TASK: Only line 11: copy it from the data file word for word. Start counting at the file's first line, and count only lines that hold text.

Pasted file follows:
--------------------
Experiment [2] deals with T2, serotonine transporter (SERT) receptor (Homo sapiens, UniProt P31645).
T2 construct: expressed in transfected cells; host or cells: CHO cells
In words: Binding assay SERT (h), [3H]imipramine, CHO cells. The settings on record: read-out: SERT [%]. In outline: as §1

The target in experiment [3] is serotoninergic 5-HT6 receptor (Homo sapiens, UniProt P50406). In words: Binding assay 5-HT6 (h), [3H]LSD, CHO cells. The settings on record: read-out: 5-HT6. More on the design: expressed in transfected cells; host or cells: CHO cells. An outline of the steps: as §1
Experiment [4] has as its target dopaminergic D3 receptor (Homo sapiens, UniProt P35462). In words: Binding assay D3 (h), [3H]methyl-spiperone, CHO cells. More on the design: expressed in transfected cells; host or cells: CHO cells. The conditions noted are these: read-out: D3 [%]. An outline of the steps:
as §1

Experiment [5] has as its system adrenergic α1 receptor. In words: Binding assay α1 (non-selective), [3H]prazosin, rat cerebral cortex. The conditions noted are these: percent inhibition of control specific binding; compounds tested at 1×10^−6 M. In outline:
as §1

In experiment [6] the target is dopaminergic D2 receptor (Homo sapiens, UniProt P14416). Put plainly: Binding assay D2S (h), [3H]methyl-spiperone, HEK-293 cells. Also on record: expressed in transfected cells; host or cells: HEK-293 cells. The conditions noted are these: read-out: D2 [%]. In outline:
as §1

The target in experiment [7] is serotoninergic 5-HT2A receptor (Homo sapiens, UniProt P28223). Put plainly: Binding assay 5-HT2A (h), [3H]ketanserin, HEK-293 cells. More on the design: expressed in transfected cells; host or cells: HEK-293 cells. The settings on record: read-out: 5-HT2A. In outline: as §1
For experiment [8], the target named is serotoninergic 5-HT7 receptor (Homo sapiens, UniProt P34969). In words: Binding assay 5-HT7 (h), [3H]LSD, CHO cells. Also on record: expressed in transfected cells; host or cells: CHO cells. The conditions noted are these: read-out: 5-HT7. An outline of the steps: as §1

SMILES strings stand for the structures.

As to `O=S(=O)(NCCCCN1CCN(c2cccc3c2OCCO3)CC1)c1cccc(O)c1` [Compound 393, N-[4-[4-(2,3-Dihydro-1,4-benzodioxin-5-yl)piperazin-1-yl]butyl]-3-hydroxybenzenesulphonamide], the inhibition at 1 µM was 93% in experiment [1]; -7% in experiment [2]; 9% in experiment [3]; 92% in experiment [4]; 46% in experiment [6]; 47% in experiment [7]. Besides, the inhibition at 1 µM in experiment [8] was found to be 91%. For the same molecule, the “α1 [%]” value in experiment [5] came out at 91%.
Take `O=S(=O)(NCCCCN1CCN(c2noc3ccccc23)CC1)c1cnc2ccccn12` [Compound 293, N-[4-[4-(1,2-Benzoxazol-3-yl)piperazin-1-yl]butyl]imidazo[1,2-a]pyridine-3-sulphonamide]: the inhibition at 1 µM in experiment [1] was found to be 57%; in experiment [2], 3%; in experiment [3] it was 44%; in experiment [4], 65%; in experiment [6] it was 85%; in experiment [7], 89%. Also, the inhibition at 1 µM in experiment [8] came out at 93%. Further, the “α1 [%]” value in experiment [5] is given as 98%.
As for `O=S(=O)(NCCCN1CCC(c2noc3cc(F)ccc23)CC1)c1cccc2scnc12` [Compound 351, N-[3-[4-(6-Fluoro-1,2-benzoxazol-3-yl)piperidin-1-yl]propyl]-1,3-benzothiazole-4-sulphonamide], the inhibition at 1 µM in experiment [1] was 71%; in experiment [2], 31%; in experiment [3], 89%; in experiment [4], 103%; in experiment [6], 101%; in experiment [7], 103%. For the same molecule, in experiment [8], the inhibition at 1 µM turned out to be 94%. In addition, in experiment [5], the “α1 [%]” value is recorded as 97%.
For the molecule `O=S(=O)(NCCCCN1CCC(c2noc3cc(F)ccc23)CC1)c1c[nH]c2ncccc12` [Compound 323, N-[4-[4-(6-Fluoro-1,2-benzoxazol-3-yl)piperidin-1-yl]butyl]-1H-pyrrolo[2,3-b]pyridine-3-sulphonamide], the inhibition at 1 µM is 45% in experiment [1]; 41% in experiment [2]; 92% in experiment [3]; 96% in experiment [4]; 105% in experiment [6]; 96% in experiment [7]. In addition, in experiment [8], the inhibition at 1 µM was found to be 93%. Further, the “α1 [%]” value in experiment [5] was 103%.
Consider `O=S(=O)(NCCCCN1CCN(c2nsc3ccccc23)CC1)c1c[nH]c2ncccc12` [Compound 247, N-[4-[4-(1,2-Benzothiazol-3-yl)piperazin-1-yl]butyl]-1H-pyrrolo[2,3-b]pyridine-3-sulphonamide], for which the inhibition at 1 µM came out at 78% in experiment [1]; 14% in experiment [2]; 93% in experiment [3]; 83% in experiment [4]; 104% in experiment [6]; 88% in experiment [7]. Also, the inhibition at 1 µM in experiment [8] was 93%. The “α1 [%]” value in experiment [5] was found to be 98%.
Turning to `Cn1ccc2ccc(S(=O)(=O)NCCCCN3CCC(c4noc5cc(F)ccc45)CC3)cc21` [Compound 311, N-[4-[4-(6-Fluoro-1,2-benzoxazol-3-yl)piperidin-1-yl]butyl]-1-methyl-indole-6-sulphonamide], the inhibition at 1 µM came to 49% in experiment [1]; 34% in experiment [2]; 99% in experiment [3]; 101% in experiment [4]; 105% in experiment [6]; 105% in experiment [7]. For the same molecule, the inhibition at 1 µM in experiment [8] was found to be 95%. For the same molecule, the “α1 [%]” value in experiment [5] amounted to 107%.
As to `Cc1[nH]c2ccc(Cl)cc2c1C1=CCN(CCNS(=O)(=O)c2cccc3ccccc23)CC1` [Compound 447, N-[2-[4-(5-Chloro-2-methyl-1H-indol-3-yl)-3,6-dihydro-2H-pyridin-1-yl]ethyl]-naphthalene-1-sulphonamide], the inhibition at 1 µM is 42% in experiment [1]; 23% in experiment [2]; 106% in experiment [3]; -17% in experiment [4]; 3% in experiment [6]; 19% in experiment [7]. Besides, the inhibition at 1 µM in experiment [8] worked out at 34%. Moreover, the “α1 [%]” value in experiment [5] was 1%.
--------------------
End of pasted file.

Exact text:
The target in experiment [7] is serotoninergic 5-HT2A receptor (Homo sapiens, UniProt P28223). Put plainly: Binding assay 5-HT2A (h), [3H]ketanserin, HEK-293 cells. More on the design: expressed in transfected cells; host or cells: HEK-293 cells. The settings on record: read-out: 5-HT2A. In outline: as §1